Sebastian Graetz, "Heiliges Buch – heilige Sprache?," 237-250
Abstract: The article examines the different status of the Torah within the biblical tradition and outside of it. The pertinent external data display no certain evidence for the use or application of the Torah until the Hasmonean era. Thus, the concept of a canonized Torah that can be labeled as “holy” (Neh 8) is primarily a scholarly construct resulting from inner-Biblical interpretation with certain propositions and appropriate conclusions. One of these propositions is the heavenly origin of the Torah which leads to the conclusion that only a priest (Ezra) is suitable to teach and to interpret the Torah. It seems likely that this concept of a “holy” book affects gradually also the language in which it was written (as already the Book of Jubilees and 4Q464 show).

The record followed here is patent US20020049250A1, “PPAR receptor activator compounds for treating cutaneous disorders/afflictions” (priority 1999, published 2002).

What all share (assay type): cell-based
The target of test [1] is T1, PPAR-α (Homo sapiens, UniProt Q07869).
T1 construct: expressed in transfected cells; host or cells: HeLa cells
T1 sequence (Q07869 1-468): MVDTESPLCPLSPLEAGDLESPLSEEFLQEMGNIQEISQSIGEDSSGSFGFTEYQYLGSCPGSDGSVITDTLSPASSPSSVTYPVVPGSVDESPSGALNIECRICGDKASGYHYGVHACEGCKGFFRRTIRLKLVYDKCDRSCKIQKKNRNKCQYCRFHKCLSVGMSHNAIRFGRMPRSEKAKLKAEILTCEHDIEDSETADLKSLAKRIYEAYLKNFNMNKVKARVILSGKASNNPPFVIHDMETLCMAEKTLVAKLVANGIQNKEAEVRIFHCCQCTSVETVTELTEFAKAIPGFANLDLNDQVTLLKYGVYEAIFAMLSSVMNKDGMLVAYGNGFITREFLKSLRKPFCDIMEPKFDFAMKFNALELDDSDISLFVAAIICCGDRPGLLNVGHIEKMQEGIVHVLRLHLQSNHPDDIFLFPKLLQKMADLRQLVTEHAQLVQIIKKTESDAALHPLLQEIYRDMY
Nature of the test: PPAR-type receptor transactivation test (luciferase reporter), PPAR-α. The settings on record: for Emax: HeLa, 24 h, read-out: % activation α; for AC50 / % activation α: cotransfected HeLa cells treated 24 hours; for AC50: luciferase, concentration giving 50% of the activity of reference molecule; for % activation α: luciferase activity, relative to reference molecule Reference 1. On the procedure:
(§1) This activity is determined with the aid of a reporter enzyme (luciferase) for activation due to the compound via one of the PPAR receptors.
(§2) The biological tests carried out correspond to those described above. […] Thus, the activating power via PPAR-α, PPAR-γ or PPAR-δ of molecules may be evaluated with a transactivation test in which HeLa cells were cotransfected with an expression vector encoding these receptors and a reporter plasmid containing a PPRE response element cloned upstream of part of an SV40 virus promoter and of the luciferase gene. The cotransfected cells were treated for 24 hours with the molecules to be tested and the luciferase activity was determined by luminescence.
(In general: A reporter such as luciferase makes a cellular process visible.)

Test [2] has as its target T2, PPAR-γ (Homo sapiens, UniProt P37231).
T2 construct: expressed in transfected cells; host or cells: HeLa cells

Andreas Gipper, "Vertikales Übersetzen. Vom translatorischen Umgang mit Sakralsprache," 251-262
Abstract: Since the beginning of western translation-theory the problem how to deal with sacred texts held a singular importance. Until today translation-theories often prove to be inspired by theological issues (Schleiermacher, Benjamin, Nida, Meschonnic). Some of these questions will be discussed in the present paper by the means of the distinction between horizontal and vertical translation and referring to two historical examples: Jerome’s bible translation and the bible translation of Port-Royal.